AWS Developer Tools Blog

AWS CLI v2 is now generally available

We’re excited to announce the v2.0.0 GA release of the AWS CLI version 2 (v2).

AWS CLI v2 builds on AWS CLI v1 and includes a number of features and enhancements based on community feedback.

New Features

The AWS CLI v2 offers several new features including improved installers, new configuration options such as AWS Single Sign-On (SSO), and various interactive features.

New installation mechanisms

AWS CLI v2 provides pre-built binaries for Windows, Linux, and macOS. You no longer need to have Python installed in order to use the AWS CLI. You don’t have to worry about compatible Python versions, virtual environments, or conflicting python packages. On Windows we provide an MSI installer and on macOS we provide a .pkg installer. See our installation instructions for more information on installing AWS CLI v2.

AWS configuration mechanisms

AWS CLI v2 introduces several new mechanisms for configuring credentials. We’ve added a new aws configure import command to import credentials from the .csv files generated in the AWS Console.

$ aws configure import --csv file://path/to/creds.csv

We’ve also added support for a new aws configure wizard command that provides a guided walkthrough of configuring AWS credentials. In addition to these commands, AWS CLI v2 supports configuring and using credentials through AWS SSO using the new aws configure sso command. It will ask you a series of questions to help you configure the AWS CLI.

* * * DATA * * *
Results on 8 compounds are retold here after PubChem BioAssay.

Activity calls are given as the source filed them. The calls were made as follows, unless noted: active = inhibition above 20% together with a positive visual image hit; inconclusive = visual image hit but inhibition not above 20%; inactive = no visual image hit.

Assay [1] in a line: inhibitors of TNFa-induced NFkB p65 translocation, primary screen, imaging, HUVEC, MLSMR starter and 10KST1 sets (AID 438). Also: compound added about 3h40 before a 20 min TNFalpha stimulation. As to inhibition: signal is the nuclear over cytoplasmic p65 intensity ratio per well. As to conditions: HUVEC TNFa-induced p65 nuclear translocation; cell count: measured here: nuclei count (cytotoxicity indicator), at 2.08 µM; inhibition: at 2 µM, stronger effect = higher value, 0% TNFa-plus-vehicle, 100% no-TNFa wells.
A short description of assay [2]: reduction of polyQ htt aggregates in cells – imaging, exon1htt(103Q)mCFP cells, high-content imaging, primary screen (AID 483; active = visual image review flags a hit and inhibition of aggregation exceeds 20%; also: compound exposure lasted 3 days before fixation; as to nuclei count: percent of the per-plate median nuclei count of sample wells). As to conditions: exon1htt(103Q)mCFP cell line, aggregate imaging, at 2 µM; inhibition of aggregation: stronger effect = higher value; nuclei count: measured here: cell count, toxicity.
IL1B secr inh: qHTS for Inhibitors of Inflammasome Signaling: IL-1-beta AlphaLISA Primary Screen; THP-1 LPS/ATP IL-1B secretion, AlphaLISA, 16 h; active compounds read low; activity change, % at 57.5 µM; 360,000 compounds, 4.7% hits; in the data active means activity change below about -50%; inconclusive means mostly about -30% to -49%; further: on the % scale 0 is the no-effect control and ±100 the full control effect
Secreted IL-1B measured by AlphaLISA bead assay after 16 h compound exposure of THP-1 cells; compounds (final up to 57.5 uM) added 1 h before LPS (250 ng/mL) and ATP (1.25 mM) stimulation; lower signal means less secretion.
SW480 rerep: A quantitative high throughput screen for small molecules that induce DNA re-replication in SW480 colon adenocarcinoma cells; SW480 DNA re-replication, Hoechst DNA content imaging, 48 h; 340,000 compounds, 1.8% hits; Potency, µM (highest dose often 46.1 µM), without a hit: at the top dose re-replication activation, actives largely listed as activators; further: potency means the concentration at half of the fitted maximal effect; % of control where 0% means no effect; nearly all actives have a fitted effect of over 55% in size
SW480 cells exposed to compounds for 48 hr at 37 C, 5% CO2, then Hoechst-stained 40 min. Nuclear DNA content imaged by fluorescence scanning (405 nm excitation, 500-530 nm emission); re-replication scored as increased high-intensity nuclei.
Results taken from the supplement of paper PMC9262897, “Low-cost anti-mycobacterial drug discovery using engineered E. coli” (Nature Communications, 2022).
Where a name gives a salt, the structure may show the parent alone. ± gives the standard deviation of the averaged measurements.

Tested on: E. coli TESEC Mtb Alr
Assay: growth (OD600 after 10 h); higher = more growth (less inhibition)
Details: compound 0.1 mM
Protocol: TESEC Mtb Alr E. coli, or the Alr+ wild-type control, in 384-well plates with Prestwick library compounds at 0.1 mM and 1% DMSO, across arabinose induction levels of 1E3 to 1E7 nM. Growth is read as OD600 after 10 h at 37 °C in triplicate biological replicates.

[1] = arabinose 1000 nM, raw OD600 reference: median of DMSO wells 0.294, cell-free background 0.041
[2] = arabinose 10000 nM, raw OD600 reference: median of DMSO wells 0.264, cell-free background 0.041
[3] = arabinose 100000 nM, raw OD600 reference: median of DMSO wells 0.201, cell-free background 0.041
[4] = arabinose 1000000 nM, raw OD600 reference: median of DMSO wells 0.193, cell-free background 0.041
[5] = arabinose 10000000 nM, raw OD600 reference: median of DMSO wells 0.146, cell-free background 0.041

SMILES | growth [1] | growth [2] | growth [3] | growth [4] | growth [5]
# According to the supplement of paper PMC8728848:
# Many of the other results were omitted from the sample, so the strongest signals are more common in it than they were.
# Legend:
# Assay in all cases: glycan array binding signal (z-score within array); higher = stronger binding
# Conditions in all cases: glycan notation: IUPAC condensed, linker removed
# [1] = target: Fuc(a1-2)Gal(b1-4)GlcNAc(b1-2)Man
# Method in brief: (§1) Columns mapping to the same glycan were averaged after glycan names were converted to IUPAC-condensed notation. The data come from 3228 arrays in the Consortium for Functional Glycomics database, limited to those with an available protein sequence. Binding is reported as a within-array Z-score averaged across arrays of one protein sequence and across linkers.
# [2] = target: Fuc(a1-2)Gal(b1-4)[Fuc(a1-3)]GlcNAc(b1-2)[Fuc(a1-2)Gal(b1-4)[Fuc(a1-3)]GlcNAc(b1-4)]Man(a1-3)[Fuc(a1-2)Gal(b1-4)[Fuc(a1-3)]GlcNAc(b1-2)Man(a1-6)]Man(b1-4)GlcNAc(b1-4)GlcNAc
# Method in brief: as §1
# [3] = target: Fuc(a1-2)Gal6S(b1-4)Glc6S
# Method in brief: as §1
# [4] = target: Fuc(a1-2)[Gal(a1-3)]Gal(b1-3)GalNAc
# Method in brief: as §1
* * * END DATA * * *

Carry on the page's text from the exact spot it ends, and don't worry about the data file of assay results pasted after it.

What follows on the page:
$ aws configure sso
SSO start URL [None]:
SSO Region [None]: us-west-2
Attempting to automatically open the SSO authorization page in your default
browser. If the browser does not open or you wish to use a different device to
authorize this request, open the following URL:

Then enter the code:

Successully logged into Start URL:
There are 2 AWS accounts available to you.
Using the account ID 123456789012
There are 2 roles available to you.
Using the role name "readOnly"
CLI default client Region [None]: us-west-2
CLI default output format [None]: json
CLI profile name [readOnly-123456789012]: my-sso-profile

To use this profile, specify the profile name using --profile, as shown:

aws s3 ls --profile my-sso-profile

We wrote a blog post that shows you step by step how to use AWS SSO with AWS CLI v2. The “Introduction to the AWS CLI v2” session for re:Invent 2019 also includes a demo of using the AWS CLI v2 and AWS SSO.

Interactive features

One of the major themes for AWS CLI v2 was including more interactive features to help customers. The AWS CLI is used for both automated scripting tasks as well interactive usage, and we wanted to include features that help users when they’re running CLI commands interactively in a terminal. Some of the new interactive features include server side auto-completion, the --cli-auto-prompt command, and wizards.

Server side auto-completion